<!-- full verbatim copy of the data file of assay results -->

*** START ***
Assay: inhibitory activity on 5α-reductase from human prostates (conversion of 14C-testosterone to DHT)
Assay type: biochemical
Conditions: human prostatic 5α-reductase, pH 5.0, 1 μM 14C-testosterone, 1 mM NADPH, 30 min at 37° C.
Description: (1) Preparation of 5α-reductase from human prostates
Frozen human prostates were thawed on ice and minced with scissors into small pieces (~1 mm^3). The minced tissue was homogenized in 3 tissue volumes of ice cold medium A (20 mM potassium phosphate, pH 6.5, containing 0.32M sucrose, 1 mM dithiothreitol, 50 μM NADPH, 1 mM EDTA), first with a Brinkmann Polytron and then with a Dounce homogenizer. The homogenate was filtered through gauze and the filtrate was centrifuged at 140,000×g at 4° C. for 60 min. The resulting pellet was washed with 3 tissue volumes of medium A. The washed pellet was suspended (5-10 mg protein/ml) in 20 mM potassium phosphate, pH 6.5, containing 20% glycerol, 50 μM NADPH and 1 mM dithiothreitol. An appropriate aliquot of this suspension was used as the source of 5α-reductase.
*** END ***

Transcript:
Assay: inhibitory activity on 5α-reductase from human prostates (conversion of 14C-testosterone to DHT)
Assay type: biochemical
Conditions: human prostatic 5α-reductase, pH 5.0, 1 μM 14C-testosterone, 1 mM NADPH, 30 min at 37° C.
Description: (1) Preparation of 5α-reductase from human prostates
Frozen human prostates were thawed on ice and minced with scissors into small pieces (~1 mm^3). The minced tissue was homogenized in 3 tissue volumes of ice cold medium A (20 mM potassium phosphate, pH 6.5, containing 0.32M sucrose, 1 mM dithiothreitol, 50 μM NADPH, 1 mM EDTA), first with a Brinkmann Polytron and then with a Dounce homogenizer. The homogenate was filtered through gauze and the filtrate was centrifuged at 140,000×g at 4° C. for 60 min. The resulting pellet was washed with 3 tissue volumes of medium A. The washed pellet was suspended (5-10 mg protein/ml) in 20 mM potassium phosphate, pH 6.5, containing 20% glycerol, 50 μM NADPH and 1 mM dithiothreitol. An appropriate aliquot of this suspension was used as the source of 5α-reductase.